There is a new resource from BioLogos – a series of podcasts providing the opportunity for longer conversations on a range of issue. You can find them on the BioLogos site here and/or subscribe through a variety of services including Apple and Google. Two of the initial podcasts feature a conversation with Dr. Francis Collins, founder of BioLogos and current director of the National Institutes of Health. All of the podcasts so far touch on science and Christian faith – but also explore a variety of other issues in Christian faith. These are not science lessons.
Last night I listened to a podcast conversation between Jim Stump and Philip Yancey entitled What Good is Disappointment?. A range of topics are covered in the 40 minute conversation. At one point Jim directed the conversation to one of Yancey’s early books Disappointment with God: Three Questions No One Asks Aloud.
There are many things science can’t teach us. One of these is how to behave. Our Christian faith gives us clear guidelines for behavior. Love, mercy, grace, mutual submission. As we read the bible, what kinds of people got under Jesus’s skin – who was he angry at? Generally the “bible thumpers” the pharisees who are concerned with purity, but not so much with people. In fact, anger is primarily directed at those who one way or another oppress or exploit others. The Pharisees, the rulers, the money changers in the temple. Paul’s anger has the same general direction.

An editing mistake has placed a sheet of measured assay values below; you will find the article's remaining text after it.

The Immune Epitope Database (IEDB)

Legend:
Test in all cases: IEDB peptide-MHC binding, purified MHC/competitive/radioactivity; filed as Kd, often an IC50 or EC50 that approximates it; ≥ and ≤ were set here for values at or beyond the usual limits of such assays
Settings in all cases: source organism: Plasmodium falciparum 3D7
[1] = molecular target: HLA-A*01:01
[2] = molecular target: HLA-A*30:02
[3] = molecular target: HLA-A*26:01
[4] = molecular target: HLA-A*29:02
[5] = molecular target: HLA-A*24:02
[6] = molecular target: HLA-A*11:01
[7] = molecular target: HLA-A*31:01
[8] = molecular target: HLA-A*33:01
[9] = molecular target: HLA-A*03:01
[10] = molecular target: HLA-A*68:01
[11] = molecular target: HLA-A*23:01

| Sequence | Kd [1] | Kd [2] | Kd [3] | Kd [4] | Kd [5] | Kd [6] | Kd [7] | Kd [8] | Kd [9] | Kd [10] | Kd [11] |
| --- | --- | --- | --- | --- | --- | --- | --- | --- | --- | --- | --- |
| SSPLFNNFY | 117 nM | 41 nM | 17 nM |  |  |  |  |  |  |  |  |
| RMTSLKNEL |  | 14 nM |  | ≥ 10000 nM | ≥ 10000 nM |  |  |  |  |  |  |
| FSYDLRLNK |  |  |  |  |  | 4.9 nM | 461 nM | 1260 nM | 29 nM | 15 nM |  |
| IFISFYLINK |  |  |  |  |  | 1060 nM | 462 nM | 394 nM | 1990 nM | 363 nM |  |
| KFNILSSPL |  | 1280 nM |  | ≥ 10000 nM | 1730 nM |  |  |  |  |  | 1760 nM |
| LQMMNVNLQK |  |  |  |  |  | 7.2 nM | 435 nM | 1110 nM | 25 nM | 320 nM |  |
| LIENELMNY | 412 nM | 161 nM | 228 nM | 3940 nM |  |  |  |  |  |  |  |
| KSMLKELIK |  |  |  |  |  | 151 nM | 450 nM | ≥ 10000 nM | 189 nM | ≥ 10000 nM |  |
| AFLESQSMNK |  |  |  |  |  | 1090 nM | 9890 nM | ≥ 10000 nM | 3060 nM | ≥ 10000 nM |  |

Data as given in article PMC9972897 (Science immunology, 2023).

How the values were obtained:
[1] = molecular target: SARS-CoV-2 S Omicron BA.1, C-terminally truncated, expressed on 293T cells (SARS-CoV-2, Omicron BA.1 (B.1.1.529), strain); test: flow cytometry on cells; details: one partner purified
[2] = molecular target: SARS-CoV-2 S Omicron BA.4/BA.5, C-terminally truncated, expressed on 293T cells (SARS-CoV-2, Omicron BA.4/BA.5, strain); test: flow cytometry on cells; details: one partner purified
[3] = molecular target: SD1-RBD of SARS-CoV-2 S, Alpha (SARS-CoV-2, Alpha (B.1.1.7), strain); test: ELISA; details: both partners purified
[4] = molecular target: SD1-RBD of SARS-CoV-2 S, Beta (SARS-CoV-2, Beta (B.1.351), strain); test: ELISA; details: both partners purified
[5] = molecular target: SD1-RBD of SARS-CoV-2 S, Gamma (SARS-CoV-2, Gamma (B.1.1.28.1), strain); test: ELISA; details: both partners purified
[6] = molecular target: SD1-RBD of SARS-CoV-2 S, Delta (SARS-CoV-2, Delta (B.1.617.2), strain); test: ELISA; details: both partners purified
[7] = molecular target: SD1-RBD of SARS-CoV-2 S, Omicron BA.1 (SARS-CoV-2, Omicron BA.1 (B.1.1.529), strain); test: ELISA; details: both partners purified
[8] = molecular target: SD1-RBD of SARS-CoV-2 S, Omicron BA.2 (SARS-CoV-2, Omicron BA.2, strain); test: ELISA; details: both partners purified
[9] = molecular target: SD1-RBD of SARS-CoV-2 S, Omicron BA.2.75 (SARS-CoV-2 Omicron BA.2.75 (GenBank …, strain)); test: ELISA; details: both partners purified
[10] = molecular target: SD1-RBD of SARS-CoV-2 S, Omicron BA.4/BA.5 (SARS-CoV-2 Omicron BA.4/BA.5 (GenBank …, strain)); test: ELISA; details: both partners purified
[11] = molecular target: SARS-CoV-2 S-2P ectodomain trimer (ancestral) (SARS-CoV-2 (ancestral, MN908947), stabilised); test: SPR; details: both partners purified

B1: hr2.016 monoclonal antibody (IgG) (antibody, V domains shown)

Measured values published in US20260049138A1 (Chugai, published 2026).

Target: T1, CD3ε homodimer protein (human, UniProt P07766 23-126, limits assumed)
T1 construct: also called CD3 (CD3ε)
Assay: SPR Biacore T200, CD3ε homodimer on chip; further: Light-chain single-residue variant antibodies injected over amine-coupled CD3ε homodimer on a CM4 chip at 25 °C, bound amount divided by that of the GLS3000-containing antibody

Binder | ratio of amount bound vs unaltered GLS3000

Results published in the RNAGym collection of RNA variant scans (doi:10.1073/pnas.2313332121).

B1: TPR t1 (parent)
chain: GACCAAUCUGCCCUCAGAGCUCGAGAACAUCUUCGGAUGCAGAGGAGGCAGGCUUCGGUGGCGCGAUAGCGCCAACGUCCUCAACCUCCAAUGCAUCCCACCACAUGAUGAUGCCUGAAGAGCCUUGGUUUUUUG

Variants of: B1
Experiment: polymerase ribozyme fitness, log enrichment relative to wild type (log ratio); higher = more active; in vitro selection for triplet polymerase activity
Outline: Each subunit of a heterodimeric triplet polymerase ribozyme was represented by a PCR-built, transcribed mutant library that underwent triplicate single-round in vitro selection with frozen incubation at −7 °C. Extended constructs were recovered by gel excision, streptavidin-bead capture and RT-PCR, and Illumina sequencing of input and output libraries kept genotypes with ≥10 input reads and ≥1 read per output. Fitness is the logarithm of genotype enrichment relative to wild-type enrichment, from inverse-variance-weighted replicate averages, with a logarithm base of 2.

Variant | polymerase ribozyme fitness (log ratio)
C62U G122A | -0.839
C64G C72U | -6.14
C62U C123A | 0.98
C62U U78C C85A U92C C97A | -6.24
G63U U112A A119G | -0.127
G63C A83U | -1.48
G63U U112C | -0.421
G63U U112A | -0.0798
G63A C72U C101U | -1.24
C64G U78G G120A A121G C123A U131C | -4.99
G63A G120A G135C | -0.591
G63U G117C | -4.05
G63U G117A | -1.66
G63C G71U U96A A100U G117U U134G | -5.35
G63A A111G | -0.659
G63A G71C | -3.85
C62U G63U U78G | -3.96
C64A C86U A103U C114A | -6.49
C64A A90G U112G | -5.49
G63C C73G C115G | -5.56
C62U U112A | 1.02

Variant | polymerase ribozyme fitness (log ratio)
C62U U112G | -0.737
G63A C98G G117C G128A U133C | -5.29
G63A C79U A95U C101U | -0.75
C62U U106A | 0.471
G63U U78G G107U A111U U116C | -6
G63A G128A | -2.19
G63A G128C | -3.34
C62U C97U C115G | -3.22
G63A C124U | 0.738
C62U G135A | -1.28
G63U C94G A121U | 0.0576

Although it may seem a bit unholy to say we’re disappointed with God, the Bible gives us language and permission to lament and express disappointment, including disappointment with God. But disappointment is conditioned by expectations – we are only disappointed when we expect something better. God seems silent and absent, but is this true? Perhaps God has chosen to move from the direct interaction with his people through prophets to incarnation in Jesus and then to the church through the Holy Spirit.
God is silent, but how do we expect God to act? If he has chosen to be present in the world through his people, his church, then perhaps we would do better by asking why the church is silent. Is disappointment with God more accurately a disappointment with the church?
In a very real sense God has entrusted his divine reputation to the likes of us. Although we might question the wisdom of such a move, it is what God has done through the pages of the Bible culminating in the spread of the Gospel through the early church. Part of the answer to “where is God when it hurts?” is “where is the church when it hurts?” Where are we when it hurts? Where am I when it hurts? Yancy reflects that as a journalist he has seen the church doing what it is supposed to do and it is a truly powerful and beautiful thing. But all too often the church fails. The church embraces power or privilege or wealth rather than reaching out to the poor and downtrodden, the foreigner among us.
We believe that God grieves with humans created in his image and we are called to do something about it. The best apologetic is hand to heart to head. We reach out with our hands and touch people’s hearts, … and lead them to God.
It is a thought-provoking conversation.
Give some of the podcasts a listen – this is an excellent resource and I look forward to more to come.
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